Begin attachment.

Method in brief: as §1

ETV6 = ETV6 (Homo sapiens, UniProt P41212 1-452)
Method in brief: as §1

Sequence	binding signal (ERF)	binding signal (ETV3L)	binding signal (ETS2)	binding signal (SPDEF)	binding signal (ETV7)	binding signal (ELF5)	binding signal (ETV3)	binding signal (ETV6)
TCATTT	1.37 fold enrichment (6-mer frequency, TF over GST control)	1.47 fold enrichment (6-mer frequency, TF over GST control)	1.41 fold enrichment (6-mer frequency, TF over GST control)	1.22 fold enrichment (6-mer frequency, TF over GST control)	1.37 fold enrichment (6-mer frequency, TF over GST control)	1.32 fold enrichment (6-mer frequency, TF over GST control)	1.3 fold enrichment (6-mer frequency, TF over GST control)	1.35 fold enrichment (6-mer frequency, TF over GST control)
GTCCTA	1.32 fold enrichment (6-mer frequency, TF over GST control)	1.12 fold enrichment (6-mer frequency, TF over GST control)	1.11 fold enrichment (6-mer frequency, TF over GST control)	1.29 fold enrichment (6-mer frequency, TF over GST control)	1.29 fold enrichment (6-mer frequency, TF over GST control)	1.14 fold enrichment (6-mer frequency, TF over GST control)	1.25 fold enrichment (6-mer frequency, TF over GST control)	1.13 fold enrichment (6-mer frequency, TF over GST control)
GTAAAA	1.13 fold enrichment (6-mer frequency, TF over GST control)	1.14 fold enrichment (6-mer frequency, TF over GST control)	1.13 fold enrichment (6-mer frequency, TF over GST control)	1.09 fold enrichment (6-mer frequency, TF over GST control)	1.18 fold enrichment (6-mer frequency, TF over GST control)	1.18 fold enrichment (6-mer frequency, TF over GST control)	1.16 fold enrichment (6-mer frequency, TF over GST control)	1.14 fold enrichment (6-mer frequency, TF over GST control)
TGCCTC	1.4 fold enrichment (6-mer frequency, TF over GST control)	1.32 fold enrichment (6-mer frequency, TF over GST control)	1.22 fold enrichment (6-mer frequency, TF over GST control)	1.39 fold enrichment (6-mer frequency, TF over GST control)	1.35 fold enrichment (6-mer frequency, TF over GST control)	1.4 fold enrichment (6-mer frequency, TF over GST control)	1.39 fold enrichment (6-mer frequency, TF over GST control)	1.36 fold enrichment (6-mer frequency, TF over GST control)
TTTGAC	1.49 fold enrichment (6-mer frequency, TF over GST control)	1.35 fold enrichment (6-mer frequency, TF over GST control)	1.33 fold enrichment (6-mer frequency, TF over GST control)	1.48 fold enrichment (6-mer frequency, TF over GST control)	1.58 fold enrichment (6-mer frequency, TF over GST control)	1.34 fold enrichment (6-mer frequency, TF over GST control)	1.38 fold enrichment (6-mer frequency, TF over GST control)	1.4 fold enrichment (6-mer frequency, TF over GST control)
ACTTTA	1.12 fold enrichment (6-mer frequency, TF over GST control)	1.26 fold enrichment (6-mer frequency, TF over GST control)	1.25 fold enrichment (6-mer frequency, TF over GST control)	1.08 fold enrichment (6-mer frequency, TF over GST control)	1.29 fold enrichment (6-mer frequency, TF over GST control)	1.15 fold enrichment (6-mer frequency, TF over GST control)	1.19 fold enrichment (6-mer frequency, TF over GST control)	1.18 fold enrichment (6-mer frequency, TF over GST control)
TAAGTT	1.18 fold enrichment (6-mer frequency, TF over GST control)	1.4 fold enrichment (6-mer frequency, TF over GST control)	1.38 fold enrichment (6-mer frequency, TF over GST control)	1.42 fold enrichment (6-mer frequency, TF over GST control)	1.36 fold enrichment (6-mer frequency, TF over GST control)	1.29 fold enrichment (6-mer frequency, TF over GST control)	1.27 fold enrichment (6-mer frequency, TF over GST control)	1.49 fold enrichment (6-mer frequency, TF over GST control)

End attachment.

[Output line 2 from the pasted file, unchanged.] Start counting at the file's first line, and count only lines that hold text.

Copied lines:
ETV6 = ETV6 (Homo sapiens, UniProt P41212 1-452)